Kathie handled our mail and bills and filled our fridge before our return, which was wonderful.  Russ gave us a ride to the airport.  Sandy left a delicious meal in the fridge.  Thanks guys.

From the moment that we were met in Almaty airport on March 26th to when we were dropped off for our return to the states with Grace in our arms, we were in good hands with the WPA in-country staff.  They were professional and caring, and did everything in their power to ensure that the trip was enjoyable and, more importantly, that the adoption was successfully completed.

Eldo at Golden Rule Travel got us a great airfare and, more importantly, changed our return flights and got us bassinet seating.  Thank you, Eldo.

So now we begin our life together as a family of three, knowing that we are surrounded by friends and family who will make Grace’s life a happy one.

Heading Home

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Since we came to Almaty, we’ve received Grace’s new birth certificate with our names on it.  We’ve also gotten Grace a quick medical checkup, a Kazakhstani passport and a US visa.  We’re done!

Our return was scheduled two months ago for this Saturday.  We’ve managed to move it up a day.  We’ll be home Friday afternoon!  When we touch down on US soil, Grace becomes a citizen.  She’ll have dual citizenship until age eighteen.

It has been fun, but we’re pretty psyched to go home.

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Today we went to the Green Market to get some more souvenirs and a stroller for the layover. Our driver/translator did some great haggling for us.  We couldn’t even have found the items we wanted without him.

We ate Dungan (an ethnic minority in China, Kazakhstan and Kyrgyzstan) food and had laghman, manti and something I would describe as chicken fried eggplant (which was better than it sounds).

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Almaty is very nice as long as you don’t have to drive.  It’s Kazakhstan’s largest and most cosmopolitan city.  It has tree lined streets and views of the Tian-Shan mountains.  We’ve wandered into random restaurants, said “English?”, and gotten an English menu and a wait person with enough English to get by.

Unfortunately we’ve been taking fewer pictures since we started carrying a baby around.  We’ll try to get some better ones for the next post.

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Wheelchair & stroller access.

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We moved from Karaganda to Almaty last night, on an 11:45 PM flight.  There’s only one flight a day and it’s at 11:45 PM.  Here are some last moments from Karaganda:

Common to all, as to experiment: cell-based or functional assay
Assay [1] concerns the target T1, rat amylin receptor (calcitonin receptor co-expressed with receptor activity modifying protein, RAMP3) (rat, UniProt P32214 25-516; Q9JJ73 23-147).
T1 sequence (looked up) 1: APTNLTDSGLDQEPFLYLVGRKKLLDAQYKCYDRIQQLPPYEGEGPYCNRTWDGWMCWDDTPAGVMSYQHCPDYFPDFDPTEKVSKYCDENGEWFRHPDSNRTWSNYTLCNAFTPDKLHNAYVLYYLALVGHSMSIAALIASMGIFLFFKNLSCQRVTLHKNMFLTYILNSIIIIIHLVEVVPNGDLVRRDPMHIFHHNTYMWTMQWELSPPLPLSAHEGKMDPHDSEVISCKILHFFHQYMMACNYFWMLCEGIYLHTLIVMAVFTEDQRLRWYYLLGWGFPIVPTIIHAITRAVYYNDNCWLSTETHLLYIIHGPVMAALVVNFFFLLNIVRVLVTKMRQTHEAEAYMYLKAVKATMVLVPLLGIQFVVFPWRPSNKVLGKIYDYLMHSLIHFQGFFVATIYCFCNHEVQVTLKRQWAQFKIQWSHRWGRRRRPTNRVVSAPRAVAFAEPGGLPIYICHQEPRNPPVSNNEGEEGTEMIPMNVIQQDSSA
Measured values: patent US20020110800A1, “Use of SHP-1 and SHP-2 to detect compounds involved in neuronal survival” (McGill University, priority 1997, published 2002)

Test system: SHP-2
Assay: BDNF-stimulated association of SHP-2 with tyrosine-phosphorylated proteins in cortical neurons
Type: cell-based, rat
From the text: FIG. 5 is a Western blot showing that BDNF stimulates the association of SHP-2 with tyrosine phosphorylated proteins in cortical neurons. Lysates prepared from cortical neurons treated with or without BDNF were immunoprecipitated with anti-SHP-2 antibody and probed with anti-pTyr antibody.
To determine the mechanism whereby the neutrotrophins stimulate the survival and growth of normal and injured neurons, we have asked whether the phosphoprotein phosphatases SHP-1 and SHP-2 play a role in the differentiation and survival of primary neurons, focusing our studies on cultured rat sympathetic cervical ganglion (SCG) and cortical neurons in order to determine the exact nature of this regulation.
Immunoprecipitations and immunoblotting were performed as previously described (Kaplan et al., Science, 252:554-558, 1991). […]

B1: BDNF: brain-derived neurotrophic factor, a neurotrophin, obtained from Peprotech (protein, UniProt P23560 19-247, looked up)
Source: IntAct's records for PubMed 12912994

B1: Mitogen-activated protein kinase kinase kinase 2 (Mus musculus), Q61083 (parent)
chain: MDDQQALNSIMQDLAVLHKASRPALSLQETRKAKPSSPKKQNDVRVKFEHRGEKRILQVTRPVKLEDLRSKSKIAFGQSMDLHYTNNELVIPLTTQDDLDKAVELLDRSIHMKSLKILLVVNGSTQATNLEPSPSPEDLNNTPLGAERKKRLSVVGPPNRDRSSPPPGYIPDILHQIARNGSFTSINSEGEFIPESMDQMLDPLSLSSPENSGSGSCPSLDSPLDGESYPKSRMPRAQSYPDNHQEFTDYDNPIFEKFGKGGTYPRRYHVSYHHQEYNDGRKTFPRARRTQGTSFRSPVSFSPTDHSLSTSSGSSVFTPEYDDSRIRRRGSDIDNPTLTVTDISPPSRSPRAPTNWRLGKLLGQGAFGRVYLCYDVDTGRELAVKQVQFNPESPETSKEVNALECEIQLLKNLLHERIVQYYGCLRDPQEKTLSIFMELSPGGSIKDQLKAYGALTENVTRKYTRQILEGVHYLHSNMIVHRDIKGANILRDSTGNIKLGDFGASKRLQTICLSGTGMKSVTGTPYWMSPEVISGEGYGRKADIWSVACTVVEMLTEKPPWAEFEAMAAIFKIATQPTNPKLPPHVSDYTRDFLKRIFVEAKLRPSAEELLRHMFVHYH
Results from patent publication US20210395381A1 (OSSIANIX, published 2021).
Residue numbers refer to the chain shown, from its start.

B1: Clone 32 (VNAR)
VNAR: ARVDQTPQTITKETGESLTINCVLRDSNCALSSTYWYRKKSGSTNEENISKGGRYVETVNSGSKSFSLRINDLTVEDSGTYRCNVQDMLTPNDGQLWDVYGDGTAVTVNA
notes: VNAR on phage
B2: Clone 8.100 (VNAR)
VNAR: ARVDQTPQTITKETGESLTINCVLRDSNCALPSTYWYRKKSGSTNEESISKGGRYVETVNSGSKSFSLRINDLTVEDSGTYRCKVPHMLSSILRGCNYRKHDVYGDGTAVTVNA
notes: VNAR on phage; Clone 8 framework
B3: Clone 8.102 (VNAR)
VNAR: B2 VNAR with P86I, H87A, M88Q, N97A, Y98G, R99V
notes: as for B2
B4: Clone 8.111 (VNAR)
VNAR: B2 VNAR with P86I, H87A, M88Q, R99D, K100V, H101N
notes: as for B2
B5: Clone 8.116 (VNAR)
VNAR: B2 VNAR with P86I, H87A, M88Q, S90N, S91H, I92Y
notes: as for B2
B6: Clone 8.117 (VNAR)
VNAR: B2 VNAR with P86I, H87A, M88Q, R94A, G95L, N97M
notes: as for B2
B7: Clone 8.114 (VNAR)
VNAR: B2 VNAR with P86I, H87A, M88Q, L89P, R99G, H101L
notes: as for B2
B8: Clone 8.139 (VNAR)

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Thursday we ate with two other WPA families, Alison and Russ, and Heather, her daughter Judy and dad Don.  We had shashlik (shish kebabs) and khachapuri.

Friday Theresa burnt her foot carrying hot water from the stove to the washtub in the shower that we were using for “baths”.  She has a blister that’s a good couple of square inches in size.  But she says it doesn’t hurt any more.

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But Mom...

Grace did not enjoy being woken up for the night flight.  But the city lights, the airport and the plane were all too exciting for her to go back to sleep again.  All the passengers on the small, prop-driven plane got to enjoy her babbling.  Fortunately there was no crying until the descent.  Then she screamed bloody murder for a minute and fell asleep so suddenly it was like she was switched off.

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Finally asleep at 3:15 AM.

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Checking out the Almaty apartment.

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The apartment is in a great location in Almaty.  We went for a walk today and had Thai food.  It was very good but very expensive.  Oh, yeah.  There’s hot water!  The hot showers were wonderful.

Grace wants to congratulate two of her big cousins on their recent accomplishments.  Peggy graduates from the University of Rhode Island today and Jaclyn will be graduating from Ursuline later this week.  CONGRATS LADIES!!!

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Good News!

It’s day nine with no hot water in Karaganda.  (City wide.)  The bad news is that it’s probably off for a month!  We’re told this is typical in the Spring.  The good news is that we leave for Almaty Saturday night!  Hopefully we’ll be home about a week later!

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My Brown Eyed Girl

Mom decided it’s time for Grace to start feeding herself.  Dad wanted to wait until we got home.